To call your dog Nigger is literally thoughtless, even in an age of such notable faux pas as the invasion of Poland. But that thoughtlessness needs to be preserved as an authentic period detail, if only to show that it could co-exist with unarguable virtue. No amount of scrubbing - or dubbing - will clean up history. If you try, the result is a rank lie: All pleasant and politically correct, Sir.
I thought about Guy Gibson's dog again during Common as Muck (BBC1). William Ivory's new comedy- drama about Geordie binmen had a scene early on in which, just as the dustcart was pulling out of the depot, the supervisor's black labrador ran after it and the Dam Buster's march started up. Da da-da dum di- di dah dah . . . It was mock heroic here, but behind the mockery you sensed that Ivory believed we were in the presence of something almost heroic - the heroism of high spirits in the face of other men's garbage. Here was a writer - new to me - whose characters in all their mucky complexity would always call a spade a spade and probably kick the dog to boot. A writer with his wits on full beam and not afraid of the dark.
In the town hall sit the management. Sporting a navy blazer and pausing only to caress his squash trophy, George nurses the illusion that with the threat of privatisation hanging over them he will tame the binmen. 'These steps represent a bright new dawn for refuse collection]' John (Roy Hudd) knows different. Queasy in sage velour, he has the look of a man recently promoted from the ranks who understands that the men aren't on for niceties while the enemy is still dropping chip wrappers at every corner.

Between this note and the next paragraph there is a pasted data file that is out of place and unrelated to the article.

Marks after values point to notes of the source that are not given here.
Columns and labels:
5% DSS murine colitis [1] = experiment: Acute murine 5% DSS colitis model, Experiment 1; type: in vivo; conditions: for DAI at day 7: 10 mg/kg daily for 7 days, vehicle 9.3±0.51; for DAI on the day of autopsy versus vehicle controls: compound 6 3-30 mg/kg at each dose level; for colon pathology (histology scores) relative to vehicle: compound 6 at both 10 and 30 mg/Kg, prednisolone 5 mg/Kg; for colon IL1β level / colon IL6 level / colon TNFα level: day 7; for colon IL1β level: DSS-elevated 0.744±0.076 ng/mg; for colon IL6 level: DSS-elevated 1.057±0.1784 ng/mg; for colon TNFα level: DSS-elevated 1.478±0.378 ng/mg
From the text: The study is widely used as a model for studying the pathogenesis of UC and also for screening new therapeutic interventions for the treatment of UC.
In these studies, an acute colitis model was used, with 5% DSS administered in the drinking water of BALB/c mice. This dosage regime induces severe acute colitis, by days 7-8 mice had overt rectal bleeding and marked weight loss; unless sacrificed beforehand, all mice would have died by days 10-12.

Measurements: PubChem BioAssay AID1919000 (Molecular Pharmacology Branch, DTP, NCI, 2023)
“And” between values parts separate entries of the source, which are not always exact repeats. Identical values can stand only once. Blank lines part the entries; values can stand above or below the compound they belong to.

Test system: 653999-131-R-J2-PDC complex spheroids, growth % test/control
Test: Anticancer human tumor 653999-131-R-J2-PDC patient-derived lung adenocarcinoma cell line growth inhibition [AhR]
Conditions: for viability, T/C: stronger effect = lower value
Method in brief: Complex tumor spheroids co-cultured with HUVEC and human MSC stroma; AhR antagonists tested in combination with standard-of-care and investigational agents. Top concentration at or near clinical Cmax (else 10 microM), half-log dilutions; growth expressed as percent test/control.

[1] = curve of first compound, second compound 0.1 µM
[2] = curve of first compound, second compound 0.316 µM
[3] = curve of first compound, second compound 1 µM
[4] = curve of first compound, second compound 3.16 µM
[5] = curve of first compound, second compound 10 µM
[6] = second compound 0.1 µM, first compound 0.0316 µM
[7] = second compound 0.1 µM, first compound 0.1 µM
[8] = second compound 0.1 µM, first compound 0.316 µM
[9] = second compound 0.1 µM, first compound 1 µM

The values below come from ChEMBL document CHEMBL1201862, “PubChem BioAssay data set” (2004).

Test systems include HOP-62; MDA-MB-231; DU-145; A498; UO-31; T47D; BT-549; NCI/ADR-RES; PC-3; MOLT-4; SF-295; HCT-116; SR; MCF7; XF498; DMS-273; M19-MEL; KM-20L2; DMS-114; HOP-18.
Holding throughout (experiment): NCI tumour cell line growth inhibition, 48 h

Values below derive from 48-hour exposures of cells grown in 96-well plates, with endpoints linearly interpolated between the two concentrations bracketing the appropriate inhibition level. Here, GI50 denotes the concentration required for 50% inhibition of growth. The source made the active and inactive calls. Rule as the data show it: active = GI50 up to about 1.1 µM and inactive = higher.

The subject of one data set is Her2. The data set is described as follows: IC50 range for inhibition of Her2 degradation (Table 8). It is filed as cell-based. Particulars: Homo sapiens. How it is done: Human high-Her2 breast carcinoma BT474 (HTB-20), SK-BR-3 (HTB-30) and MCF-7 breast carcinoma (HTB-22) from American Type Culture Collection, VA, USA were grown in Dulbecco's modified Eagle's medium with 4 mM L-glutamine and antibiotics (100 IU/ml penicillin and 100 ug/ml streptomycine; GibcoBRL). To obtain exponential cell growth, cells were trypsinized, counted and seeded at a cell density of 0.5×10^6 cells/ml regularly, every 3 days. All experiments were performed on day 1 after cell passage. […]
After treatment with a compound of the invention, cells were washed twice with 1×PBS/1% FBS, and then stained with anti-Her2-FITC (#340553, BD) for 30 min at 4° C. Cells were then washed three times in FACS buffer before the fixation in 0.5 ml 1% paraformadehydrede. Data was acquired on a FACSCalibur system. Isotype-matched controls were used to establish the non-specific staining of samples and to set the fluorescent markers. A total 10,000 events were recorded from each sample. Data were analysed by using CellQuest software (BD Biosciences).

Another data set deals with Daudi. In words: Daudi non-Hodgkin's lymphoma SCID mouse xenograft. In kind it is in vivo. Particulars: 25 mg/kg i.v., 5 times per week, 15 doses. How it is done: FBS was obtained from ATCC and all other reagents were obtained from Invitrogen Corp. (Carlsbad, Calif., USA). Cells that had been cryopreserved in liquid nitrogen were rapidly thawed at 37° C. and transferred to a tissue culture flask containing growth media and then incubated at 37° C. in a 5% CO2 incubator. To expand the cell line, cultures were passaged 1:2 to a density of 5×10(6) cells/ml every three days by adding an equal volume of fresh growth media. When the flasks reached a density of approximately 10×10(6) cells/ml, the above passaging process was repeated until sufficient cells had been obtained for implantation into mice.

Out on the truck are Foxy, his Marty Feldman eyes popping out beneath a Biggles helmet with flaps as wayward as its owner. Edward Woodward plays Nev, who may be in charge although it's hard to tell. (Former twitchy ferret, Woodward has lately barrelled into a Russian doll; unscrew his middle and you feel sure the lean, mean Callan will be scowling inside.) Then there's Ken, the one with the big heart and the temper to match. Superbly played by Neil Dudgeon, Ken is already a finalist in the Yosser Hughes High Dudgeon Memorial Stakes.
The crew is joined by Sunil, a student who peers at these primitives like a mystified Mowgli. ITV's Moving Stories also had an Indian lad so we could observe removal's arcane rituals through wide, ingenue eyes. But Ivory's handling of the device is incomparably bolder. Sunil ('Two- nil') is mercilessly teased about his colour by Ken but, confusingly, it is Ken who has the black wife. Ivory bends over backwards to avoid whimsical ethnic stereotypes and occasionally lands on his head. When Sunil complains his legs are shagged, his middle-aged mother is surely unlikely to enquire whether that is shagged as in tired or recently completed sexual intercourse. One duff note in a matchless ensemble piece.
Common as Muck carries a lot of big ideas, but the rude, robust dialogue cracks on at such a pace that they never weigh it down. The men, we come to understand, are paid to collect rubbish, but they don't have to take crap from anyone. Consider also the deft shadings of tone. When Ken arrives home one afternoon to find a naked stranger getting stuck into the wife, the obvious thing would have been for him to lash out - instead he lashes in. The force of that blow propels him down the garden and over the railway line where he collapses on the grass till night falls to join him. It is early days to back George's prediction of a new dawn for refuse collection, but things look a lot brighter for TV drama.
Everything that is right with Muck is wrong with Chef] (BBC1). Overwritten and underfunny, the best thing about the first series was Claire Skinner's cheeping assistant. Without her, Lenny Henry's sitcom about a prima donna with an exhaustive, nay exhausting, line in invective is an unappetising prospect. With a wary eye on the mass audience, Chef] tries to have its posh grub and leave it: the dialogue is stuffed with matey references to 'geezers' which sit